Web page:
The summer camp program was small when I first started working at Jamestown Audubon only a few sessions, only a few children. I asked my then boss - raise your hand if you remember Jim Yaich - if we should just do away with the summer camp program. He answered that Audubon camp had been offered continuously since the 1970s, and he would hate to see it disappear. All-righty then. Let's do this.
As the parent of elementary school children, I thought about what experience I would want for my children. The education staff brainstormed ideas around scheduling and programming, and we put together a re-vamped day camp. We promoted it. And promoted it. And promoted it. And it was very successful. Over the next few years, it grew bigger and bigger.
We love Day Camp. We consider it to be one of our most effective programs, connecting children to nature, modeling environmental stewardship and learning, learning, learning. It hits every goal in our education master plan. And it's fun. This summer, we are offering 19 sessions over eight weeks. Some of the sessions are already full with waiting lists; others still have openings.
The sessions have various names and themes. While all of the camps involve being outside and exploring, some sessions will focus on a particular topic. The Water's Edge, for example, is a camp for children who will enter grades 5 through 7 next fall. It runs from July 23-26. These students will explore the edges of Audubon's ponds, but will also hop in the van to travel to other types of watery environs including a creek and a lake shore. Also for this age group is A Better Place, Aug. 6-9. These children will roll up their sleeves to actually do something to make the world a better place - pull non-native plants, replace them with new shrubs and trees, and more.
As a foodie, I'm excited about the offering for 8 and 9 year olds called How Does Your Garden Grow? These campers will find out first hand where their food comes from and sample just-picked goodies from our new demonstration gardens made possible through a mini-grant from the Cornell Cooperative Extension.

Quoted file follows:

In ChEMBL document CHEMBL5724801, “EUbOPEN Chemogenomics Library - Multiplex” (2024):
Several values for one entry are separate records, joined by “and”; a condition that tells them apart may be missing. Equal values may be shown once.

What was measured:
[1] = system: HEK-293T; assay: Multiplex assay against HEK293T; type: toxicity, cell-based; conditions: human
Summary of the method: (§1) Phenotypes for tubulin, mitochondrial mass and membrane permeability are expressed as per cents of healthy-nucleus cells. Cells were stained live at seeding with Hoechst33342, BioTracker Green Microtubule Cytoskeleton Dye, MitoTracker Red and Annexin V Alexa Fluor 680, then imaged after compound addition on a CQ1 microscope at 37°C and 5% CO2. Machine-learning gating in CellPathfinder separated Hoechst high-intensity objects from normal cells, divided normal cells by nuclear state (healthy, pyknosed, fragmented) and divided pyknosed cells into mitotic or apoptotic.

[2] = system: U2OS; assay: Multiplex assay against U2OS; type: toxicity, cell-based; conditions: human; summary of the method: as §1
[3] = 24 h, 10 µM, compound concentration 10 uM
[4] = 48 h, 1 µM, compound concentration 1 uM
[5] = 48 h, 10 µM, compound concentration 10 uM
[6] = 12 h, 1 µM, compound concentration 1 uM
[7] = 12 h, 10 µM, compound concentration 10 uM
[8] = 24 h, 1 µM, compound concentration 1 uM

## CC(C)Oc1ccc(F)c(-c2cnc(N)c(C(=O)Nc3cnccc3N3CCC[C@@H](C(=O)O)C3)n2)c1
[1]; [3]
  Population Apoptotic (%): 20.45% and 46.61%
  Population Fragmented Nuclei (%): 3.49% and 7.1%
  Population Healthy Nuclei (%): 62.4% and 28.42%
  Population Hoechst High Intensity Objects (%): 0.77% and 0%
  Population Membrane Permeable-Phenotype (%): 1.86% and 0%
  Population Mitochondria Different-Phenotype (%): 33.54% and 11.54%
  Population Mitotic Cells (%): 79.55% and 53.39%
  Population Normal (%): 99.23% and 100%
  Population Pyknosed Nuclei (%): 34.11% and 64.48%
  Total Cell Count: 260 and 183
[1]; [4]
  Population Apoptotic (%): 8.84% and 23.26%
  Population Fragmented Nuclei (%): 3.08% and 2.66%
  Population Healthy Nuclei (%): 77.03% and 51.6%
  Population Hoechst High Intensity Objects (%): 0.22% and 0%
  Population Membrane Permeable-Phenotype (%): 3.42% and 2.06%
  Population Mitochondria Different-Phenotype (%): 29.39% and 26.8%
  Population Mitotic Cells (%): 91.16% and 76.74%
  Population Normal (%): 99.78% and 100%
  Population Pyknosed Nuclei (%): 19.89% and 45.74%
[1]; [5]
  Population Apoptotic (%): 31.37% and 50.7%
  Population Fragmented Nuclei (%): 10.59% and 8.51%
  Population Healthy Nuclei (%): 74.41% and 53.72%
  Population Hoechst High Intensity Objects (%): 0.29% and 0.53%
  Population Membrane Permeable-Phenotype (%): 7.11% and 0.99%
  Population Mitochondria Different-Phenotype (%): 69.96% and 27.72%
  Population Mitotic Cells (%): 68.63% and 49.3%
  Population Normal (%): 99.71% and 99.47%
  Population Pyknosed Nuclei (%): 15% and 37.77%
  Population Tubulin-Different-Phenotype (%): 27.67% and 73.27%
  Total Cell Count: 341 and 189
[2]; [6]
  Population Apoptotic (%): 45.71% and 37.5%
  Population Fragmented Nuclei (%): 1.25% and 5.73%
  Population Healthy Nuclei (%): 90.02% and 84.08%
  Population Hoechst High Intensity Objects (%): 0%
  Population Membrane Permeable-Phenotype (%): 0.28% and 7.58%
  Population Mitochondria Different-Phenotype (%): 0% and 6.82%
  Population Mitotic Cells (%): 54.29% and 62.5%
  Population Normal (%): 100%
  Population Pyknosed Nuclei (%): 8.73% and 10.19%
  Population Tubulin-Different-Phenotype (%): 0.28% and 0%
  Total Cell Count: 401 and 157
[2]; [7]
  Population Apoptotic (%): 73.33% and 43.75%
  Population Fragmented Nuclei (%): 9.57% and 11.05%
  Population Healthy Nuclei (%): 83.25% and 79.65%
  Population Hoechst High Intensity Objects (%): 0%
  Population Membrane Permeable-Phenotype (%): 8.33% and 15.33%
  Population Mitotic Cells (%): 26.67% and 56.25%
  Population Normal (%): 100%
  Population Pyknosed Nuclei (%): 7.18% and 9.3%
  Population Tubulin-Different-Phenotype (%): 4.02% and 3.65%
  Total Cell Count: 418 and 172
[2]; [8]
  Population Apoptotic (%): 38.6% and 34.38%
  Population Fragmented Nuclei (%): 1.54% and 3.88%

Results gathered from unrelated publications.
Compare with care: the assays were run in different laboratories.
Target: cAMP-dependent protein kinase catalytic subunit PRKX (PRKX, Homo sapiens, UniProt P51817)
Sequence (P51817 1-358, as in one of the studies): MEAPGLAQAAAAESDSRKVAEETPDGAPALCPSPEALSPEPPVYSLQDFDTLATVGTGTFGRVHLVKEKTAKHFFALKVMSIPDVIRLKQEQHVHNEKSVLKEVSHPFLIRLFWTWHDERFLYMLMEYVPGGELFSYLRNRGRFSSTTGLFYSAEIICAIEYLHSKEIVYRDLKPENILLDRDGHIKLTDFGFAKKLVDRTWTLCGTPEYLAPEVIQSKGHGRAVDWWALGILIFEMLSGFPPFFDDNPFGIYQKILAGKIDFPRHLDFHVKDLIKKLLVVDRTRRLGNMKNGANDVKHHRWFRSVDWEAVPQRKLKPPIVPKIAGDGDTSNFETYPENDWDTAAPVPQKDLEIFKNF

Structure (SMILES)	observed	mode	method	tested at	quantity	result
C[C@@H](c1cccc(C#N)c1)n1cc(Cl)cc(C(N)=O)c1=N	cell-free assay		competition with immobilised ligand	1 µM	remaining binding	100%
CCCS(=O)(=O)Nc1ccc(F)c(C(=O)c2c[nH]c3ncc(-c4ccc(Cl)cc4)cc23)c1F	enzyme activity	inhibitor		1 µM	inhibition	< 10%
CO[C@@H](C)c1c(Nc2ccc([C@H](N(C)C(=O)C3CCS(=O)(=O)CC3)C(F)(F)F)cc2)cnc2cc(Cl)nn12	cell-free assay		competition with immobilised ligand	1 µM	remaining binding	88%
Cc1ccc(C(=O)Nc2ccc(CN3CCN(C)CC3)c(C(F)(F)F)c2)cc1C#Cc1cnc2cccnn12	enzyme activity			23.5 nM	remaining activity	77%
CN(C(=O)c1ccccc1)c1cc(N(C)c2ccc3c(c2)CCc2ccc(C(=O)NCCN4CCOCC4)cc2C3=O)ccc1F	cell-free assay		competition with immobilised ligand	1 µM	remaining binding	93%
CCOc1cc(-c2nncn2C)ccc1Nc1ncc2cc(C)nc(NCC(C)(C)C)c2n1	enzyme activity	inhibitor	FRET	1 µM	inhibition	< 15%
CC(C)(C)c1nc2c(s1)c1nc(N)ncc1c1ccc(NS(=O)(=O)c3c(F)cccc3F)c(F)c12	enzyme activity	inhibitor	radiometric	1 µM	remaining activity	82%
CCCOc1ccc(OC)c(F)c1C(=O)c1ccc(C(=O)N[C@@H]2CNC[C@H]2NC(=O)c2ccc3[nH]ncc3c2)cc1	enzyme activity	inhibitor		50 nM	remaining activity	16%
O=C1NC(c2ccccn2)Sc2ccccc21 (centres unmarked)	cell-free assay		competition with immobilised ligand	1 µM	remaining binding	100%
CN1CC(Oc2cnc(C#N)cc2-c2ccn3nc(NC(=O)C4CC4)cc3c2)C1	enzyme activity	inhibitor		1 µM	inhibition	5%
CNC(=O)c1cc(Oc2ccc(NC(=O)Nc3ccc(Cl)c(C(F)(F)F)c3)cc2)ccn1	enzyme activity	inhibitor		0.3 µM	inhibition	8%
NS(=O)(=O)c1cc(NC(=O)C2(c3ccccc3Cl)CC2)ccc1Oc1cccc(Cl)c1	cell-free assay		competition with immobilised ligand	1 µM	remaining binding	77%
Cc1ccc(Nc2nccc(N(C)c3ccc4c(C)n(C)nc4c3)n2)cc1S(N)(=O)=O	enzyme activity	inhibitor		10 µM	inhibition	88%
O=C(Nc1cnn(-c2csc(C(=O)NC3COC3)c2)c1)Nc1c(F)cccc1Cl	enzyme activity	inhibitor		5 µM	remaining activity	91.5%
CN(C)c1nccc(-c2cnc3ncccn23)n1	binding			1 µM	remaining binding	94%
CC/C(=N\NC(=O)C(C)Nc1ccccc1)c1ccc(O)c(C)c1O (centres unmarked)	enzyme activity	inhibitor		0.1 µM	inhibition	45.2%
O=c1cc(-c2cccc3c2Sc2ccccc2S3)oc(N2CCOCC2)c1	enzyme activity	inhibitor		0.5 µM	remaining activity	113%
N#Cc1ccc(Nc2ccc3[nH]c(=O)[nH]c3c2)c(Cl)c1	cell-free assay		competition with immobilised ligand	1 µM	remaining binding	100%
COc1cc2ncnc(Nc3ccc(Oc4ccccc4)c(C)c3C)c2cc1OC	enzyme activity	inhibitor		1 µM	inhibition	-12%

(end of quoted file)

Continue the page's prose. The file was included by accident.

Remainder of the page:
New this year is Counselor Camp running from 11 a.m. until 3 p.m. June 25-28. Teenagers in this camp will learn the leadership skills required to be counselors in training or junior counselors who assist Audubon staff running the rest of the summer's sessions.
We will be partnering once again with the Community Music Project to offer Music Camp to children who will enter pre-K through second grade in the fall. From Aug. 6-9, children will listen to and move to music, learn to play some instruments and sing some songs in addition to their nature explorations.
There are full descriptions of all the offerings on our Day Camp website (jacamps.wordpress.com) where parents can also see the up-to-date enrollment figures for each camp and download registration and health forms. Families who need a little assistance in paying for camp should download the application for a campership. Funds are still available from Wild Birds Unlimited and National Audubon.
Jamestown Audubon is a 600-acre wetland preserve located at 1600 Riverside Road in the town of Kiantone, one-quarter mile east of Route 62 between Jamestown and Warren, Pa. Five and half miles of trails lead visitors through field and forest habitats and along the banks of freshwater ponds. The Nature Center building houses hands-on exhibits for all ages, a collection of education animals and a nature store. Just outside the Nature Center building is Liberty's enclosure. Liberty is a non-releasable bald eagle cared for by Audubon volunteers. For more information, call the center at 569-2345 or visit jamestownaudubon.org.
Jennifer Schlick is program director at Jamestown Audubon.